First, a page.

Medicare Prescription Coverage (Part D)

Original Medicare doesn’t cover most prescription drugs — that’s where a separate plan for prescription drug coverage (Part D) comes in.

Does Original Medicare cover prescriptions?

You might be surprised to learn that Original Medicare doesn’t cover most prescriptions. Original Medicare provides coverage for services at hospitals (Medicare Part A) and the doctor’s office (Medicare Part B). Notably missing is coverage for most prescription drugs. That’s where Part D comes in.

Part D plans help cover some, but not all, prescription drug costs. These plans are provided by private companies (primarily insurance providers) and are approved by the federal government.

How do I get prescription coverage?

There are two ways you can obtain Medicare prescription drug coverage.

  1. Medicare Prescription Drug Plans. The first is called a “stand-alone” Prescription Drug Plan” (PDP) which is often purchased to add prescription drug coverage to Original Medicare with a Medicare Supplement Insurance Plan. You can enroll in a Medicare Prescription Drug Plan if you are enrolled in Part A, Part B or both.

  2. Medicare Advantage Plans with prescription drug coverage. The second way is by joining a Medicare Advantage Plan that includes prescription drug coverage, sometimes called a MA-PD. You must be enrolled in Parts A and B to enroll in a Medicare Advantage Plan that includes prescription drug coverage.

Enrollment Periods

Part D IEP
The Initial Enrollment Period (IEP) for Part D is usually the same period as the Initial Enrollment Period for Medicare Part B. The IEP for Part D is typically the seven-month window starting three months before you're eligible for Medicare, typically three months before your 65th birthday month. During this time you can sign up for a Medicare prescription drug plan that suits your needs.

AEP
Medicare's Annual Election Period Runs from October 15 through December 7 annually and, among other things, allows Medicare beneficiaries to join, switch or drop a Medicare Part D plan. Each September, people with a Medicare Prescription Drug Plan will receive a document from their plan, called the "Annual Notice of Change", which details the changes it will make to your prescription coverage for the following year. This gives you the opportunity to use the Annual Election Period (Oct. 15 to Dec. 7) to review your current coverage and switch to a different Part D plan if you want to. You can join or switch to a Medicare Advantage Plan with prescription drug coverage or switch to Original Medicare, enroll in and purchase Medicare Supplement Insurance and/or a stand-alone prescription drug plan. This is an important time to review your options and choose the Part D Plan that is right for you.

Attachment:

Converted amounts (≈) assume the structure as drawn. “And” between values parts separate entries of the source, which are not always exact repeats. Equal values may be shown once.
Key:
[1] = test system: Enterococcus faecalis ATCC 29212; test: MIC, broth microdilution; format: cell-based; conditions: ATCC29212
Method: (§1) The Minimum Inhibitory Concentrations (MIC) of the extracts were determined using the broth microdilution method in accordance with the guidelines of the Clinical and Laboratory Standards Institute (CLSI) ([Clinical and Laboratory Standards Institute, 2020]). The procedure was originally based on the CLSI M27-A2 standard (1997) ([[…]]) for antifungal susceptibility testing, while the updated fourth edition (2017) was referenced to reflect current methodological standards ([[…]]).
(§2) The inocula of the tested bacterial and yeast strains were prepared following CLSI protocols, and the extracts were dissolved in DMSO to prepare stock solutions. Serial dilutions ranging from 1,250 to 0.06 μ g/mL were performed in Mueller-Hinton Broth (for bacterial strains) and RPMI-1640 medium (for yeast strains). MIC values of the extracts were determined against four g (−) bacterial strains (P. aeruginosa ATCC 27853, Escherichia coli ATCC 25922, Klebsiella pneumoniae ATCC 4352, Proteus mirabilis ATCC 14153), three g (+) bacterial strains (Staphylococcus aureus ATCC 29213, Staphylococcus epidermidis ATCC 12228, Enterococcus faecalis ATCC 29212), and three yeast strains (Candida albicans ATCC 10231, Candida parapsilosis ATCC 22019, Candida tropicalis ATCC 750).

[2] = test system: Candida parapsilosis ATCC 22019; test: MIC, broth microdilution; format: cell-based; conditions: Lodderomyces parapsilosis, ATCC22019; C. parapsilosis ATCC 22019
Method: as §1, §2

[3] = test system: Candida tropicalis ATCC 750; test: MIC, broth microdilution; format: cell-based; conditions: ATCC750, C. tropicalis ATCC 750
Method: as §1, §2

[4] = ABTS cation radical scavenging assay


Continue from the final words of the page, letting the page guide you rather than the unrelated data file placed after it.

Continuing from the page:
The late enrollment penalty
One of the most important things to know about Part D enrollment is the Part D late enrollment penalty. If you don't join a Medicare drug plan when you're first eligible (or have other creditable prescription drug coverage or receive Extra Help) you'll have to pay a Part D late enrollment penalty. The penalty amount is currently 1% of the national base beneficiary premium multiplied by the number of full, uncovered months that you were eligible but didn’t join a Part D plan.

What are formularies?
The cost of prescription drugs on a Part D plan are identified on the plan’s "drug formulary," or a list of prescription drugs, including brand name and generic, that help you identify which prescriptions are covered and at what costs, which may change annually.

Formularies typically group drugs into different tiers according to cost. The tier that your medication is in determines your portion of the drug cost.

Overview of drug tiers:
  • Tier 1 typically includes preferred cost-sharing generic medications.
  • Tier 2 typically includes non-preferred cost-sharing generic medications.
  • Tier 3 typically includes preferred cost-sharing brand-name medications.
  • Tier 4 typically includes non-preferred cost-sharing brand-name medications.
  • Tier 5 includes specialty medications and biosimilars.
Brand name vs. generic
Medicare Part D plans cover both brand name and generic drugs, but generic alternatives may help you save substantially, and are typically considered just as effective as brand name drugs. Generic drugs must contain the same active ingredient as the brand-name version and must also meet the same quality, strength, purity, and stability standards.

How does Part D work with Medicare Supplement Insurance?
Having a Medicare Supplement Insurance Plan in addition to Original Medicare helps pay some of the costs of certain covered services and supplies that Original Medicare does not. However, Medicare Supplement Insurance plans can no longer be sold with prescription drug coverage. Accordingly, to have prescription drug coverage with Original Medicare, you will need to enroll in a stand-alone Part D plan, regardless of whether you have Medicare Supplement Insurance.



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